Thio will be teaching at NYU under a program that brings legal scholars from all over the world to the campus as visiting professors. John Beckman, an NYU spokesman, said that faculty panels review and select candidates based on "a record of excellent scholarship and fine teaching." He added: "Professor Thio was selected on the basis of her published academic scholarship, not on the basis of the statement she made to the Singapore Parliament as a member of that body. We believe that she will make a valuable contribution to our global classroom and to the intellectual life of the law school when she is here this fall."

Beckman also noted that the law school at NYU "has a long record of opposing discrimination based on sexual orientation, and we are well known for being a supportive home for an activist lesbian, gay, bisexual, and transgender community. Many in our faculty, staff, and student body will be in sharp disagreement with Professor Thio on the content of her speech, and we expect there will be a dynamic exchange on these issues."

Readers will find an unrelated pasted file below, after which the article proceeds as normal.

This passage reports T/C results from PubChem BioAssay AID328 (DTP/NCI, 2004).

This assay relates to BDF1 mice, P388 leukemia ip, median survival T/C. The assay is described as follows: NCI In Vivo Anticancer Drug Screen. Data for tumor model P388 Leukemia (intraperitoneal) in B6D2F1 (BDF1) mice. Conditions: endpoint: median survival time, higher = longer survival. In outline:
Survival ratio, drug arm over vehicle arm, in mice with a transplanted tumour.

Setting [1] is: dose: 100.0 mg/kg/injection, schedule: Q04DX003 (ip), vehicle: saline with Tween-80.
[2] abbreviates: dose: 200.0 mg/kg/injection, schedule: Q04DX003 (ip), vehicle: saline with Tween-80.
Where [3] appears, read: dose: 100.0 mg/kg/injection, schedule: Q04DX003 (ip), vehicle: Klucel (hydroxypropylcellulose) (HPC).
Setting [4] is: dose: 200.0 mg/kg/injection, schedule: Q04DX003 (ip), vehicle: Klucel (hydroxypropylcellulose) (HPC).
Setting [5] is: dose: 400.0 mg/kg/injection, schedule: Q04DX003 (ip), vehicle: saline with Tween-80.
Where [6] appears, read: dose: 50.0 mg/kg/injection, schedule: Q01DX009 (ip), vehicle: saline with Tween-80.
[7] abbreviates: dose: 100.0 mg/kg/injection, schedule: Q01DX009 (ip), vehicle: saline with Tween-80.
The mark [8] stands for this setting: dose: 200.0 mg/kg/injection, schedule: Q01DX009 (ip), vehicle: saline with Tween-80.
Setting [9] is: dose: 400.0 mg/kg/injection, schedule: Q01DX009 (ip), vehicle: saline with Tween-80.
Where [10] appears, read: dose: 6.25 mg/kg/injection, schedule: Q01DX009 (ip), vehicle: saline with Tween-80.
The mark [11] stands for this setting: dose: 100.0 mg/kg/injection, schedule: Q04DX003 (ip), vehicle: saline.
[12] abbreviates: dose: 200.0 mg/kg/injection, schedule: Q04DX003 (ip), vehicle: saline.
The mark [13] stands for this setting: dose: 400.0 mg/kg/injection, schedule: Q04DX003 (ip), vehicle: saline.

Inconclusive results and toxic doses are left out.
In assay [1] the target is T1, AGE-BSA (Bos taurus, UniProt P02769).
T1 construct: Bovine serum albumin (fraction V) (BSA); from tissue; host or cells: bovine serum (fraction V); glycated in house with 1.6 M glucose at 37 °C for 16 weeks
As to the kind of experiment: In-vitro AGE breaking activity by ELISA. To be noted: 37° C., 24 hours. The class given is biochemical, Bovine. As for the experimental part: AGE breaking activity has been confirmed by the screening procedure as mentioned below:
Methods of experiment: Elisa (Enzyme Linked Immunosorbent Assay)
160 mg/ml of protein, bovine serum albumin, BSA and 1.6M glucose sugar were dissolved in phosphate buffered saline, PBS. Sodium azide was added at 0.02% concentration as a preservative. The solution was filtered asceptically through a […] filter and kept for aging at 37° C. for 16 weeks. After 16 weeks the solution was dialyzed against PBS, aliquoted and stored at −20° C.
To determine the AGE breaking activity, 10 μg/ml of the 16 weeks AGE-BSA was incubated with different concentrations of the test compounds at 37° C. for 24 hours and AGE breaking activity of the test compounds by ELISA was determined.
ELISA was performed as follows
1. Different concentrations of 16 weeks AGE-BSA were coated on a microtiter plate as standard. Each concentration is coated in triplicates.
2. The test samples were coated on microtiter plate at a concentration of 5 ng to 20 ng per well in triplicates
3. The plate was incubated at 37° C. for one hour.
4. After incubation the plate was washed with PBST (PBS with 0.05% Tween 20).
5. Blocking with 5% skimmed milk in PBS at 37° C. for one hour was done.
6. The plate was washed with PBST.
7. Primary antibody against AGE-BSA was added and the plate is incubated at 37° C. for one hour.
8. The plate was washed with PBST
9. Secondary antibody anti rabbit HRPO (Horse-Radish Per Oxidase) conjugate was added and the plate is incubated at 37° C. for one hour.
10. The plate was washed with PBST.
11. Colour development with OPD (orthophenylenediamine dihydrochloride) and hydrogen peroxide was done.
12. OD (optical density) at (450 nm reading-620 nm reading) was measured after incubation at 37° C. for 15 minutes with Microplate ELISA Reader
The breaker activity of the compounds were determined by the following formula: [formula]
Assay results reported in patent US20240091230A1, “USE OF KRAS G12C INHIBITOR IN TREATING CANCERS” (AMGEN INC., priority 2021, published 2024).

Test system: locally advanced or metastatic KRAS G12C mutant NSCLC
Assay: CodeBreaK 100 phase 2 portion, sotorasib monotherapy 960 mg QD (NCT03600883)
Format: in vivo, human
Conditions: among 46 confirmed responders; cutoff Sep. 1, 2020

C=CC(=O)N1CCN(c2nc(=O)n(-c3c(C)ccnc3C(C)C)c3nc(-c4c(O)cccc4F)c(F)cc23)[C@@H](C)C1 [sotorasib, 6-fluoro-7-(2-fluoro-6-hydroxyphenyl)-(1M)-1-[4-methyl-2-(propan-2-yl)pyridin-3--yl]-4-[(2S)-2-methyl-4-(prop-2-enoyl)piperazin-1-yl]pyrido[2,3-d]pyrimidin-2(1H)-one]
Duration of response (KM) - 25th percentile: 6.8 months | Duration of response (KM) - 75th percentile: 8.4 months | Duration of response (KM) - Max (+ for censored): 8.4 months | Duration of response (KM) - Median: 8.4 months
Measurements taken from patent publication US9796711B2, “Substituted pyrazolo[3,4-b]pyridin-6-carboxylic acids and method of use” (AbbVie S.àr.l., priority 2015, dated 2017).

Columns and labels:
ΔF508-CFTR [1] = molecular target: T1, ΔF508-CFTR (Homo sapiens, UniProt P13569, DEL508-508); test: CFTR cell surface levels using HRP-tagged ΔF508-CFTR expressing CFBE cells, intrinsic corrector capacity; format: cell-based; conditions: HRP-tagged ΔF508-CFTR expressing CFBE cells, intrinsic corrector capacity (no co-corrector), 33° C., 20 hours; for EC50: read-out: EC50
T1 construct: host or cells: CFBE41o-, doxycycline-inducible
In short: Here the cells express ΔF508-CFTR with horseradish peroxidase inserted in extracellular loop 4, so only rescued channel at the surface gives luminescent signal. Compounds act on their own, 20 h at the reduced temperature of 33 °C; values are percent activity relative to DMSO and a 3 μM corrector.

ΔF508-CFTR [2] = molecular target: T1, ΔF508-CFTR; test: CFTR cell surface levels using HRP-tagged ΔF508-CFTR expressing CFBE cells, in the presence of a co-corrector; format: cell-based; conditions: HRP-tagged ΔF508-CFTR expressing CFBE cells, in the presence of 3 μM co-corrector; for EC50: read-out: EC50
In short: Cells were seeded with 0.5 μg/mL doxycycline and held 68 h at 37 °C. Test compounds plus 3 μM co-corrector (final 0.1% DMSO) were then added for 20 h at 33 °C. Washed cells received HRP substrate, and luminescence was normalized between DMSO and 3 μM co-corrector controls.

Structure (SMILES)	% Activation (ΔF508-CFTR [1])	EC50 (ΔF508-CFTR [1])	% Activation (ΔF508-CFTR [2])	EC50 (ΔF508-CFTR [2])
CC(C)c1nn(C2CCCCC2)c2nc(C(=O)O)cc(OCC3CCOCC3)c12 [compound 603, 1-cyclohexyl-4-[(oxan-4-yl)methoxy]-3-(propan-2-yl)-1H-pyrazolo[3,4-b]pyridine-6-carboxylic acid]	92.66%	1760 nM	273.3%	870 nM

Cary Nelson, national president of the American Association of University Professors, said that he would not advise NYU to rescind the invitation to Thio to teach there. But he said that it would be legitimate to raise questions about whether she should be teaching human rights.

"Academic freedom protects you from retaliation for your extramural remarks, but it does not protect you from being prohibited from teaching in an area where you are not professionally competent, and there are doubts on whether she has the competency in human rights," Nelson said. He said that there is in fact an "international consensus, save a few countries like Iran" that gay people should not be treated as criminals.

Nelson also said that in a tenure decision, he would judge a candidate -- however offensive his or her views on unrelated subjects -- only on a question of whether the person's scholarship and teaching in his or her discipline met appropriate standards. But in a hiring decision (whether for a visiting or permanent position), he said, it is appropriate to consider other factors, and the reality is that it's impossible to know what professors are really thinking when they vote one way or another.

Professors can appropriately ask prior to appointments, he said, whether hiring someone whose views on certain subjects are "poisonous" could limit "the department's ability to do its business."